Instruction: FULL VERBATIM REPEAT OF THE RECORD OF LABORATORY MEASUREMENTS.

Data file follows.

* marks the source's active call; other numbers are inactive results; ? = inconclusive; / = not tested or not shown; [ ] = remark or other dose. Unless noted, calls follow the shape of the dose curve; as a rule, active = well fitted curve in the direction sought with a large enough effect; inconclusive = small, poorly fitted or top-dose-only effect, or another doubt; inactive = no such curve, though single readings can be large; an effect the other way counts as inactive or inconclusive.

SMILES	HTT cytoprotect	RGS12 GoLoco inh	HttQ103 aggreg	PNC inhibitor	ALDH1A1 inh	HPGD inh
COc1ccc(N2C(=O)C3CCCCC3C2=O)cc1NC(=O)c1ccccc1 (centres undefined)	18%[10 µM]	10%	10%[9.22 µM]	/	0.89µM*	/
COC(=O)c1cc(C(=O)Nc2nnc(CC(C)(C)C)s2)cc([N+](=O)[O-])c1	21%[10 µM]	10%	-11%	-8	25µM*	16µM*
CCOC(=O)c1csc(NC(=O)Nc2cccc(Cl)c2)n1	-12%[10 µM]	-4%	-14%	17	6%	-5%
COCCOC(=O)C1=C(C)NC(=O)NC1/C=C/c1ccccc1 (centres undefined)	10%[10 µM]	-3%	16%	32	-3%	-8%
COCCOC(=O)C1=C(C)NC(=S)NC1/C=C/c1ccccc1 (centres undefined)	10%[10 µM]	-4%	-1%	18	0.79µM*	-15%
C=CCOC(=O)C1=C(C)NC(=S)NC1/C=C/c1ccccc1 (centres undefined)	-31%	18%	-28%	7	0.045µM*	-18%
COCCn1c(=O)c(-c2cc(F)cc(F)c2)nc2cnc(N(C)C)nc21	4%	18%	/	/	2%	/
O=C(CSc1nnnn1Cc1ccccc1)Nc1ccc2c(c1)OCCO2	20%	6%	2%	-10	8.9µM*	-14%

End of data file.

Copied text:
* marks the source's active call; other numbers are inactive results; ? = inconclusive; / = not tested or not shown; [ ] = remark or other dose. Unless noted, calls follow the shape of the dose curve; as a rule, active = well fitted curve in the direction sought with a large enough effect; inconclusive = small, poorly fitted or top-dose-only effect, or another doubt; inactive = no such curve, though single readings can be large; an effect the other way counts as inactive or inconclusive.

SMILES	HTT cytoprotect	RGS12 GoLoco inh	HttQ103 aggreg	PNC inhibitor	ALDH1A1 inh	HPGD inh
COc1ccc(N2C(=O)C3CCCCC3C2=O)cc1NC(=O)c1ccccc1 (centres undefined)	18%[10 µM]	10%	10%[9.22 µM]	/	0.89µM*	/
COC(=O)c1cc(C(=O)Nc2nnc(CC(C)(C)C)s2)cc([N+](=O)[O-])c1	21%[10 µM]	10%	-11%	-8	25µM*	16µM*
CCOC(=O)c1csc(NC(=O)Nc2cccc(Cl)c2)n1	-12%[10 µM]	-4%	-14%	17	6%	-5%
COCCOC(=O)C1=C(C)NC(=O)NC1/C=C/c1ccccc1 (centres undefined)	10%[10 µM]	-3%	16%	32	-3%	-8%
COCCOC(=O)C1=C(C)NC(=S)NC1/C=C/c1ccccc1 (centres undefined)	10%[10 µM]	-4%	-1%	18	0.79µM*	-15%
C=CCOC(=O)C1=C(C)NC(=S)NC1/C=C/c1ccccc1 (centres undefined)	-31%	18%	-28%	7	0.045µM*	-18%
COCCn1c(=O)c(-c2cc(F)cc(F)c2)nc2cnc(N(C)C)nc21	4%	18%	/	/	2%	/
O=C(CSc1nnnn1Cc1ccccc1)Nc1ccc2c(c1)OCCO2	20%	6%	2%	-10	8.9µM*	-14%